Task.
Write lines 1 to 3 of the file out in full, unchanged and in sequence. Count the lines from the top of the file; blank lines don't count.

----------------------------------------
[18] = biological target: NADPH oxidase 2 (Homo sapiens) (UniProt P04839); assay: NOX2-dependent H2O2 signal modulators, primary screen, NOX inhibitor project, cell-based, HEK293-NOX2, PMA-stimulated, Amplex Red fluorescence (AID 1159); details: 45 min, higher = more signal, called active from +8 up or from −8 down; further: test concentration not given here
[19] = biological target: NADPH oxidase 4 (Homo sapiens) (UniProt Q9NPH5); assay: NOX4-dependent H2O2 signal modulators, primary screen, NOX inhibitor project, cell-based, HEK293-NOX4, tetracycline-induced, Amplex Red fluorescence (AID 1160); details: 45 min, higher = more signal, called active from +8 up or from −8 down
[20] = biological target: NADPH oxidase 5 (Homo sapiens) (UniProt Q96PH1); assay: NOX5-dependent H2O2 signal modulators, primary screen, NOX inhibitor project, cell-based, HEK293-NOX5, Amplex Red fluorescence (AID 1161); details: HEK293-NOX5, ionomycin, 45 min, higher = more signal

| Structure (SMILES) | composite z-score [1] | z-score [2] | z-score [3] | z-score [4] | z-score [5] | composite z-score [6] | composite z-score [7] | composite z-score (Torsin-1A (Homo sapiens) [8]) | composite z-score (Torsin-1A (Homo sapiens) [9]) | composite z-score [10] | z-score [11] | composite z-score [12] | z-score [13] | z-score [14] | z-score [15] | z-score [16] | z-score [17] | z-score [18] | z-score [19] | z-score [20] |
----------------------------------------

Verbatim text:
[18] = biological target: NADPH oxidase 2 (Homo sapiens) (UniProt P04839); assay: NOX2-dependent H2O2 signal modulators, primary screen, NOX inhibitor project, cell-based, HEK293-NOX2, PMA-stimulated, Amplex Red fluorescence (AID 1159); details: 45 min, higher = more signal, called active from +8 up or from −8 down; further: test concentration not given here
[19] = biological target: NADPH oxidase 4 (Homo sapiens) (UniProt Q9NPH5); assay: NOX4-dependent H2O2 signal modulators, primary screen, NOX inhibitor project, cell-based, HEK293-NOX4, tetracycline-induced, Amplex Red fluorescence (AID 1160); details: 45 min, higher = more signal, called active from +8 up or from −8 down
[20] = biological target: NADPH oxidase 5 (Homo sapiens) (UniProt Q96PH1); assay: NOX5-dependent H2O2 signal modulators, primary screen, NOX inhibitor project, cell-based, HEK293-NOX5, Amplex Red fluorescence (AID 1161); details: HEK293-NOX5, ionomycin, 45 min, higher = more signal